Fly-fisher lands giant Yellowstone cutthroat trout; rare catch confirmed

Cyndle Clift caught this huge Yellowstone cutthroat trout some are calling a record.
Cyndle Clift caught this huge Yellowstone cutthroat trout some are calling a record. Photo: Courtesy of Sam Korhel via Cyndle Clift

A woman fly-fishing the South Fork of the Snake River in Idaho was surprised when she landed a giant Yellowstone cutthroat trout that was double the size of what is considered big for that species.

So unlikely was Cyndle Clift’s catch last month that the naysayers were questioning whether it really was a Yellowstone cutthroat trout or a German brown trout, according to Field and Stream.

But based on the orange coloring around its mouth, Idaho Department of Fish and Game biologists confirmed the catch — along with the rarity of its size.

“Our fish biologists have handled literally tens of thousands of fish over the past couple decades and have never run across a cutthroat of that size,” Dan Garren, Regional Fisheries Manager of the IDFG, told GrindTV in an email. “It’s pretty unique to see one that large.”

Typical size of a Yellowstone cutthroat trout. Photo: Courtesy Wikipeda Commons
Typical size of a Yellowstone cutthroat trout. Photo: Courtesy Wikipeda Commons

The fish measured 28 inches and weighed an estimated 7.9 pounds, according to Flat Creek Ranch, though Field and Stream and East Idaho News were calling it 8 to 10 pounds and a possible record for the Yellowstone cutthroat trout.

Garren, too, estimated it around 8 to 10 pounds, adding, “Regardless of the exact weight, that’s a really nice (and rare) catch for the South Fork Snake.”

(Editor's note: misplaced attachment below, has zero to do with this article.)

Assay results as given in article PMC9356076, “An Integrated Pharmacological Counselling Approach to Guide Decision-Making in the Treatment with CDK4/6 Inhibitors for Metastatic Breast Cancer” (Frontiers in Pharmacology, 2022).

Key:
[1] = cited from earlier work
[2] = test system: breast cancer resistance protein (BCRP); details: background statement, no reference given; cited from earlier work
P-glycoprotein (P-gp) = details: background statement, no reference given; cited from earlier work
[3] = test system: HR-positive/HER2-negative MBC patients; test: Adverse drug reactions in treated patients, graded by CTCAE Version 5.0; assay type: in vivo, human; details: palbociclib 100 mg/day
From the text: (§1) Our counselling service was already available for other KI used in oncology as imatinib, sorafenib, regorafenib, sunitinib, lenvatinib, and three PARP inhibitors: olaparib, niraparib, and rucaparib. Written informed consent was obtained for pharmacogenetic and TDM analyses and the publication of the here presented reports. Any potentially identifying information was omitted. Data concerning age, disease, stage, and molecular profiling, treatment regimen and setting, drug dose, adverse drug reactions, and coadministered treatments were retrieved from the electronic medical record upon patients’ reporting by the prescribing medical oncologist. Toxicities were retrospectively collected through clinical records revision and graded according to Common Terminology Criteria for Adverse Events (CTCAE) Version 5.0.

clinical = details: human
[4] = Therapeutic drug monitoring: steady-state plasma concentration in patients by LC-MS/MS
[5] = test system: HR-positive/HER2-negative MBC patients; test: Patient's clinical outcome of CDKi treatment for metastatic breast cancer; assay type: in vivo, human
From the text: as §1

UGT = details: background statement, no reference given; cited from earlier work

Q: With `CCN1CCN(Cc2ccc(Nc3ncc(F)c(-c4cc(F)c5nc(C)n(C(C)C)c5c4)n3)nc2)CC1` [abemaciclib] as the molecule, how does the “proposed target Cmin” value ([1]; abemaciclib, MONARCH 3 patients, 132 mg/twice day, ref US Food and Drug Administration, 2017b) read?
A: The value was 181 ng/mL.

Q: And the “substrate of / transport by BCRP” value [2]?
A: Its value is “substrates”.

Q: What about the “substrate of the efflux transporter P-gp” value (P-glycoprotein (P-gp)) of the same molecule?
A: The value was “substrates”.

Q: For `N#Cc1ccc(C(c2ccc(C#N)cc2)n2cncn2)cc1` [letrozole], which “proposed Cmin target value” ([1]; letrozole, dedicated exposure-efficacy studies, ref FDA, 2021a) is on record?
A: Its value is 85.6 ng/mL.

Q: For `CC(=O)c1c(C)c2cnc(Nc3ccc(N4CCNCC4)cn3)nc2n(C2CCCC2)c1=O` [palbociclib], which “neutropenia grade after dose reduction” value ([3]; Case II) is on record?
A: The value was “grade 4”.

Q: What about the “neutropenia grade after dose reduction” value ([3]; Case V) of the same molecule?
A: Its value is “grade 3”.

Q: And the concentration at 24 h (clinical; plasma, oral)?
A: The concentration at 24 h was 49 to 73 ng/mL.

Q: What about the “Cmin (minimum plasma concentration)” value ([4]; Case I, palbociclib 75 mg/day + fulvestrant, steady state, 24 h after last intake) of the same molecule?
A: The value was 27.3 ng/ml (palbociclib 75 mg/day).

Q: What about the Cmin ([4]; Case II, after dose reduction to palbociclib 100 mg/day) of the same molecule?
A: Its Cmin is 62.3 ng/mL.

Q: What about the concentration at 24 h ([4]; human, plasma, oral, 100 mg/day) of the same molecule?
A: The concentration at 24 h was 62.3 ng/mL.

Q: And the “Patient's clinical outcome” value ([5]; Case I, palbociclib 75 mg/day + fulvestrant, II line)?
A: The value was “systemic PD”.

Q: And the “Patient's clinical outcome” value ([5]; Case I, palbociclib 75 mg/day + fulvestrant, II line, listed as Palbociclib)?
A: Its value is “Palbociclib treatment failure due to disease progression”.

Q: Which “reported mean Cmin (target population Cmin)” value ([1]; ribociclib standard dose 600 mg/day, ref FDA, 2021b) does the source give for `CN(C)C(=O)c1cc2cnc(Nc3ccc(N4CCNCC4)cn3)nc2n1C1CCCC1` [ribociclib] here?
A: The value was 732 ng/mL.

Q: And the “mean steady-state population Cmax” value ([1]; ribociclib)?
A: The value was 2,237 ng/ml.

The Idaho fly-fisher used a streamer in a deep hole to hook the monster fish, though landing the fish involved some tense moments.

“We were coming up on some logs,” Clift told Field and Stream. “We were worried [the trout] would break us off in the log jam, so we pulled it in in less than five minutes. But I don’t really know exactly how long it took; I probably blacked out a little bit from surprise.”

After a few photos, Clift released the fish back into the river, as is the regulation for Yellowstone cutthroat trout.

“Maybe someone else will have the opportunity to catch it,” Clift told Field and Stream. “But if it had been part rainbow, I would have kept it, and it would have been mounted on my wall.”

The East Idaho News said the catch bodes well for the native Yellowstone cutthroat trout fishery in the South Fork.

“The 2015 creel survey finally shows cutties increasing and the rainbows decreasing making the South Fork one of the last strongholds for Yellowstone cutthroat trout in the West,” the paper said. “The survey also shows 4,032 trout per mile. All wild. No stocking.”

Clift spoke for all fly-fishermen on the Snake River when she wrote on Facebook: “We are all so lucky to have the healthy rivers we do, where wild trout are abundant. I sure got lucky! See you on the river!”

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